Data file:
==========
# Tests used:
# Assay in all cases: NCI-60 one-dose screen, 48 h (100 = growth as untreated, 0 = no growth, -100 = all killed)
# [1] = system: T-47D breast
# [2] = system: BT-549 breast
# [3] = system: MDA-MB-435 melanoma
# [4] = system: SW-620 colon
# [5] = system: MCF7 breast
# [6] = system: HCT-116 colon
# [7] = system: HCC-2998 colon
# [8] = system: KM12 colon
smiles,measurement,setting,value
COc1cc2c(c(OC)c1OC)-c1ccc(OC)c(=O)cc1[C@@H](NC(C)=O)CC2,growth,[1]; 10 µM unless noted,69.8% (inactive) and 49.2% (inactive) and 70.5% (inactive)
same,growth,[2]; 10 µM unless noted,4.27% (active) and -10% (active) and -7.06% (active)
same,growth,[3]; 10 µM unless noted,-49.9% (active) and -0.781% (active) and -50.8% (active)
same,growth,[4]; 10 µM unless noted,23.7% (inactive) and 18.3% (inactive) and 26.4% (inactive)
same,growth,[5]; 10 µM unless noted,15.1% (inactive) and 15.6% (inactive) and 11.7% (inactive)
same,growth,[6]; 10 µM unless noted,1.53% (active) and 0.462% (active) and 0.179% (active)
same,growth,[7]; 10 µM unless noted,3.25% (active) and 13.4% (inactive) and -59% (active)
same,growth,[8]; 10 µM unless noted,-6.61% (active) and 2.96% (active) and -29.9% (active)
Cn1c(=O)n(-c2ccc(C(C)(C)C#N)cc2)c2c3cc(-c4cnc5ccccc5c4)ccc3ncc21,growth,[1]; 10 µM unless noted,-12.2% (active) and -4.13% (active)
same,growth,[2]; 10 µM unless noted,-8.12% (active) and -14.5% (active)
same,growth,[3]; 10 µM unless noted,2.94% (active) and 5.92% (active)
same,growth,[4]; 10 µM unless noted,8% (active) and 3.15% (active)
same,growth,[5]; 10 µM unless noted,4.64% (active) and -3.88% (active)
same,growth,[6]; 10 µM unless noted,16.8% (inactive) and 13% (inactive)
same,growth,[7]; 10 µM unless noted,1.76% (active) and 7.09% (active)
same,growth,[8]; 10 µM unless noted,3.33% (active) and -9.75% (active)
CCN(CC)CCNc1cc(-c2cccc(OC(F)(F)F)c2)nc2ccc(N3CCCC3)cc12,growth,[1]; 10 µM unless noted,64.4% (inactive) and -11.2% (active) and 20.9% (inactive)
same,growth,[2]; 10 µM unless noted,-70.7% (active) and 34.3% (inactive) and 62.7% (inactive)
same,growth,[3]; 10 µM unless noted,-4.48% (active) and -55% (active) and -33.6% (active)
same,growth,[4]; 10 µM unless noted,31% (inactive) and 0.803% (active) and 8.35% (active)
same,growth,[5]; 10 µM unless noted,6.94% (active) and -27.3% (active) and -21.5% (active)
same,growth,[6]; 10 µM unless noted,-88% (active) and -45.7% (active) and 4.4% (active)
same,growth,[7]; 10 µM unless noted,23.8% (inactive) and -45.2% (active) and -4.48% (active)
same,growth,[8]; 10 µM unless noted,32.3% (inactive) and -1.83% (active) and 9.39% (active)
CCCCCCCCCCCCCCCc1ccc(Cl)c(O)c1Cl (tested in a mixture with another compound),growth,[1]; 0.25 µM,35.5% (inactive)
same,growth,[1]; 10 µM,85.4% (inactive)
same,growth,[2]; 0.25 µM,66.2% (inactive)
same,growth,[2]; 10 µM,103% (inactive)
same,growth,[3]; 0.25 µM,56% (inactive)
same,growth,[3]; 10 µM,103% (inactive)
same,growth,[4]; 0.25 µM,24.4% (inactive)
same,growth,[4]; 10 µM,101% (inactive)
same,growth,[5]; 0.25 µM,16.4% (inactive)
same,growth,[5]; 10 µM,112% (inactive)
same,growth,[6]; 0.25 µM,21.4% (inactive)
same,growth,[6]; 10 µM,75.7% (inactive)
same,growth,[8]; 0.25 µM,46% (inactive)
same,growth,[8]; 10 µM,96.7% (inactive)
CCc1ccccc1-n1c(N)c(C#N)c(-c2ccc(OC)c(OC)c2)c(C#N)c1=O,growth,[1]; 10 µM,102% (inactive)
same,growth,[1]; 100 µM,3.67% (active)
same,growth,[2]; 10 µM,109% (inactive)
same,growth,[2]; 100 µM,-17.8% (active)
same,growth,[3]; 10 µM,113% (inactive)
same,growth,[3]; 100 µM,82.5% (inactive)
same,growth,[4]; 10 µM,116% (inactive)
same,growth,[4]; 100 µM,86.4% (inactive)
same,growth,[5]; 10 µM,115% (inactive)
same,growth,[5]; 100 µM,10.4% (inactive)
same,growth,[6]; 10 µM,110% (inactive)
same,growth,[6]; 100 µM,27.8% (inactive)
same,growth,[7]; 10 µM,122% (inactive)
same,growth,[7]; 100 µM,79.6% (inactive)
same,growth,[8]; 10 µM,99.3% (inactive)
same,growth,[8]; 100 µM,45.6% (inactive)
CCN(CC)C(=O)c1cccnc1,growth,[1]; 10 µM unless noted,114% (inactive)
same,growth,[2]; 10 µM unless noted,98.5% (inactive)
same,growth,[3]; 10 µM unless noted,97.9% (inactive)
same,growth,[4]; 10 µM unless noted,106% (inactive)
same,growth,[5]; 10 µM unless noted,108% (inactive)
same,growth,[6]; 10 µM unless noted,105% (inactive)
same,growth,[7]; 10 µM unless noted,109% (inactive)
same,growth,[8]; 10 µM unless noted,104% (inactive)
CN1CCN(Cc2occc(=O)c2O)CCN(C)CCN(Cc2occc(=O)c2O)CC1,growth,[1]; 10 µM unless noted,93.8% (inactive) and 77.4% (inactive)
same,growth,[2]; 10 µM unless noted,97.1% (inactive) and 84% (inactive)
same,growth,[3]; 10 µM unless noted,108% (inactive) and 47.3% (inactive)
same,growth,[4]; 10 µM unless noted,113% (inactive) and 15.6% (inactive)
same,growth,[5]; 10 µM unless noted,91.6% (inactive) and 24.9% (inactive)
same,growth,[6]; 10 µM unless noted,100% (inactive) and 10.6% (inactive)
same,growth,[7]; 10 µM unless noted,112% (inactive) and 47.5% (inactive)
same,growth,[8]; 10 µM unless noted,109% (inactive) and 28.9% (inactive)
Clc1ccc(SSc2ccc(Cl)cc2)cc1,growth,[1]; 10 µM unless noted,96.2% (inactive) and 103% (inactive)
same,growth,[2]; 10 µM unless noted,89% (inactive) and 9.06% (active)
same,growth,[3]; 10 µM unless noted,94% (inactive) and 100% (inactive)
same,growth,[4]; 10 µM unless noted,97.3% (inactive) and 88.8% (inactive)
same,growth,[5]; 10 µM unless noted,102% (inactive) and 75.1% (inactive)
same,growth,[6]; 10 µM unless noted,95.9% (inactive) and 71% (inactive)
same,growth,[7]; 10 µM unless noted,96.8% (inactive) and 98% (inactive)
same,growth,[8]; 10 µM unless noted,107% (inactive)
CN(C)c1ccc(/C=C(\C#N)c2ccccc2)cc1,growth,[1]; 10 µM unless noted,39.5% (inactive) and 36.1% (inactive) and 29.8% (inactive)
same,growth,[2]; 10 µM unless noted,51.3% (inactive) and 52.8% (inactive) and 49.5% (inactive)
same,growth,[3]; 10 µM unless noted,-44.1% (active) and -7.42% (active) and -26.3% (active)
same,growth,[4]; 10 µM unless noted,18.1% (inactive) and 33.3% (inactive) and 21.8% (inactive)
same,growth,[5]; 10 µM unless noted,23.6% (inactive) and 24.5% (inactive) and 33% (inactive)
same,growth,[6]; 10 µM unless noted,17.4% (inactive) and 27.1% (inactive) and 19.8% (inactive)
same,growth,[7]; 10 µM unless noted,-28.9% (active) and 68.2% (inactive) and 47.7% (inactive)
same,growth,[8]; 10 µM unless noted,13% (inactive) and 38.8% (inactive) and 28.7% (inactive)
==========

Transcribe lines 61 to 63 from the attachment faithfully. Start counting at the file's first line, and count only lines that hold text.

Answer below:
same,growth,[6]; 100 µM,27.8% (inactive)
same,growth,[7]; 10 µM,122% (inactive)
same,growth,[7]; 100 µM,79.6% (inactive)